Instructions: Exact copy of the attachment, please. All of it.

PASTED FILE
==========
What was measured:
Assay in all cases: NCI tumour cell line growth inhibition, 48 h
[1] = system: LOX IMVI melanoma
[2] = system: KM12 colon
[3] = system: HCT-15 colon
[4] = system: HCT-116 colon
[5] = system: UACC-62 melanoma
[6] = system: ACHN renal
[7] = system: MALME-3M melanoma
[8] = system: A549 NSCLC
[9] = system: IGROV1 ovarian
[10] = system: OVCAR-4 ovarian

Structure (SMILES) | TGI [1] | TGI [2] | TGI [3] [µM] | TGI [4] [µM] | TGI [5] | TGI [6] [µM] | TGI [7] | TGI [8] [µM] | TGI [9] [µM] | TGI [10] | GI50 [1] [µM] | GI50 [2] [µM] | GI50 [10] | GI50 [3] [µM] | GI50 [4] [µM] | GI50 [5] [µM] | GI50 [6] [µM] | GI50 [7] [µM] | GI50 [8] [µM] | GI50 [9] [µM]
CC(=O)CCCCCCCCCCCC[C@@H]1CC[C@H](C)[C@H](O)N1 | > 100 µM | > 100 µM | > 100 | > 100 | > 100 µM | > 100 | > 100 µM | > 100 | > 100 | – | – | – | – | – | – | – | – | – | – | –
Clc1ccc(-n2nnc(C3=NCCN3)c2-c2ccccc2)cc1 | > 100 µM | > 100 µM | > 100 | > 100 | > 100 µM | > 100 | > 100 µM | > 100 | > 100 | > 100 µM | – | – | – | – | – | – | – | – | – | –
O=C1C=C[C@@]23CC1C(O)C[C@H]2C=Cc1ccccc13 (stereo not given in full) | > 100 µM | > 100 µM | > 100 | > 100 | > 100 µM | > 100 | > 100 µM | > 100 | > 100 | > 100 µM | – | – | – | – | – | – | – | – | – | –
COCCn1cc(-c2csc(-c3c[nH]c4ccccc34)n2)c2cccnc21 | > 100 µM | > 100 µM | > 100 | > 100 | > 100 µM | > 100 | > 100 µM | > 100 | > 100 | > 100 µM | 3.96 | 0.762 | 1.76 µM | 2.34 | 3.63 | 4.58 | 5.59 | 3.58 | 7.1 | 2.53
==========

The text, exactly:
What was measured:
Assay in all cases: NCI tumour cell line growth inhibition, 48 h
[1] = system: LOX IMVI melanoma
[2] = system: KM12 colon
[3] = system: HCT-15 colon
[4] = system: HCT-116 colon
[5] = system: UACC-62 melanoma
[6] = system: ACHN renal
[7] = system: MALME-3M melanoma
[8] = system: A549 NSCLC
[9] = system: IGROV1 ovarian
[10] = system: OVCAR-4 ovarian

Structure (SMILES) | TGI [1] | TGI [2] | TGI [3] [µM] | TGI [4] [µM] | TGI [5] | TGI [6] [µM] | TGI [7] | TGI [8] [µM] | TGI [9] [µM] | TGI [10] | GI50 [1] [µM] | GI50 [2] [µM] | GI50 [10] | GI50 [3] [µM] | GI50 [4] [µM] | GI50 [5] [µM] | GI50 [6] [µM] | GI50 [7] [µM] | GI50 [8] [µM] | GI50 [9] [µM]
CC(=O)CCCCCCCCCCCC[C@@H]1CC[C@H](C)[C@H](O)N1 | > 100 µM | > 100 µM | > 100 | > 100 | > 100 µM | > 100 | > 100 µM | > 100 | > 100 | – | – | – | – | – | – | – | – | – | – | –
Clc1ccc(-n2nnc(C3=NCCN3)c2-c2ccccc2)cc1 | > 100 µM | > 100 µM | > 100 | > 100 | > 100 µM | > 100 | > 100 µM | > 100 | > 100 | > 100 µM | – | – | – | – | – | – | – | – | – | –
O=C1C=C[C@@]23CC1C(O)C[C@H]2C=Cc1ccccc13 (stereo not given in full) | > 100 µM | > 100 µM | > 100 | > 100 | > 100 µM | > 100 | > 100 µM | > 100 | > 100 | > 100 µM | – | – | – | – | – | – | – | – | – | –
COCCn1cc(-c2csc(-c3c[nH]c4ccccc34)n2)c2cccnc21 | > 100 µM | > 100 µM | > 100 | > 100 | > 100 µM | > 100 | > 100 µM | > 100 | > 100 | > 100 µM | 3.96 | 0.762 | 1.76 µM | 2.34 | 3.63 | 4.58 | 5.59 | 3.58 | 7.1 | 2.53